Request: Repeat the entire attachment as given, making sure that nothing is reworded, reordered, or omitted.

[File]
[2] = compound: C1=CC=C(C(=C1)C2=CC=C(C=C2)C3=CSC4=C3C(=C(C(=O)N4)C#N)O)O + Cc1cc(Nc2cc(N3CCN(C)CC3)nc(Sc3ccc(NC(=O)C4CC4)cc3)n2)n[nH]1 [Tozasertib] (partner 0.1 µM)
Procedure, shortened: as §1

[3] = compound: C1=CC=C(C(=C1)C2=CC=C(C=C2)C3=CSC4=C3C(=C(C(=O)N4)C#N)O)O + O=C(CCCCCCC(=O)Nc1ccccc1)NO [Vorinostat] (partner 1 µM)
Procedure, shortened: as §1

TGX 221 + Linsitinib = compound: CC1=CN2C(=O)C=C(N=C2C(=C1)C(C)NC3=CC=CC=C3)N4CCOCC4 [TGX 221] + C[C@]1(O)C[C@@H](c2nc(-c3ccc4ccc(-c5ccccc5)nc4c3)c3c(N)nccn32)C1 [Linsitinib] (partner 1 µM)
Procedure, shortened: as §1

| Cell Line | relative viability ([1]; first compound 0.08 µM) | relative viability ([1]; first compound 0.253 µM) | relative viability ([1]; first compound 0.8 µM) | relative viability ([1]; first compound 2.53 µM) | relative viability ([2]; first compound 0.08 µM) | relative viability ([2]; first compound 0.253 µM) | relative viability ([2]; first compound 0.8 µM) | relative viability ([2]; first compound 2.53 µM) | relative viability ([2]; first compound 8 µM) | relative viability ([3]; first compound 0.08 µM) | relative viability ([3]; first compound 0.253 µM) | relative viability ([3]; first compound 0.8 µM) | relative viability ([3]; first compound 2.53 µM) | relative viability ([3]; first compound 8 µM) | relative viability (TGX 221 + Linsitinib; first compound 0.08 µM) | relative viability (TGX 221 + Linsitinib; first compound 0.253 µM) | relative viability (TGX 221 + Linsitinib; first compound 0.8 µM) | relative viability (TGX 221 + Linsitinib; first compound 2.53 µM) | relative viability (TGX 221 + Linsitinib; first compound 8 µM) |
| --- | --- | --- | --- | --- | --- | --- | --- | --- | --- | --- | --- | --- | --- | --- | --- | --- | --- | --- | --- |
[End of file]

[2] = compound: C1=CC=C(C(=C1)C2=CC=C(C=C2)C3=CSC4=C3C(=C(C(=O)N4)C#N)O)O + Cc1cc(Nc2cc(N3CCN(C)CC3)nc(Sc3ccc(NC(=O)C4CC4)cc3)n2)n[nH]1 [Tozasertib] (partner 0.1 µM)
Procedure, shortened: as §1

[3] = compound: C1=CC=C(C(=C1)C2=CC=C(C=C2)C3=CSC4=C3C(=C(C(=O)N4)C#N)O)O + O=C(CCCCCCC(=O)Nc1ccccc1)NO [Vorinostat] (partner 1 µM)
Procedure, shortened: as §1

TGX 221 + Linsitinib = compound: CC1=CN2C(=O)C=C(N=C2C(=C1)C(C)NC3=CC=CC=C3)N4CCOCC4 [TGX 221] + C[C@]1(O)C[C@@H](c2nc(-c3ccc4ccc(-c5ccccc5)nc4c3)c3c(N)nccn32)C1 [Linsitinib] (partner 1 µM)
Procedure, shortened: as §1

| Cell Line | relative viability ([1]; first compound 0.08 µM) | relative viability ([1]; first compound 0.253 µM) | relative viability ([1]; first compound 0.8 µM) | relative viability ([1]; first compound 2.53 µM) | relative viability ([2]; first compound 0.08 µM) | relative viability ([2]; first compound 0.253 µM) | relative viability ([2]; first compound 0.8 µM) | relative viability ([2]; first compound 2.53 µM) | relative viability ([2]; first compound 8 µM) | relative viability ([3]; first compound 0.08 µM) | relative viability ([3]; first compound 0.253 µM) | relative viability ([3]; first compound 0.8 µM) | relative viability ([3]; first compound 2.53 µM) | relative viability ([3]; first compound 8 µM) | relative viability (TGX 221 + Linsitinib; first compound 0.08 µM) | relative viability (TGX 221 + Linsitinib; first compound 0.253 µM) | relative viability (TGX 221 + Linsitinib; first compound 0.8 µM) | relative viability (TGX 221 + Linsitinib; first compound 2.53 µM) | relative viability (TGX 221 + Linsitinib; first compound 8 µM) |
| --- | --- | --- | --- | --- | --- | --- | --- | --- | --- | --- | --- | --- | --- | --- | --- | --- | --- | --- | --- |